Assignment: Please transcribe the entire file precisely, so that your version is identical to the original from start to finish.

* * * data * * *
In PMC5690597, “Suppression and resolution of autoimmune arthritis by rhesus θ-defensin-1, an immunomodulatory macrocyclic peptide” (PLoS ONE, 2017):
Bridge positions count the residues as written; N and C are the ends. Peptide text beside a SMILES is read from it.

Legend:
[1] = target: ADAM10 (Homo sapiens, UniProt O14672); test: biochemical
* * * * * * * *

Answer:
In PMC5690597, “Suppression and resolution of autoimmune arthritis by rhesus θ-defensin-1, an immunomodulatory macrocyclic peptide” (PLoS ONE, 2017):
Bridge positions count the residues as written; N and C are the ends. Peptide text beside a SMILES is read from it.

Legend:
[1] = target: ADAM10 (Homo sapiens, UniProt O14672); test: biochemical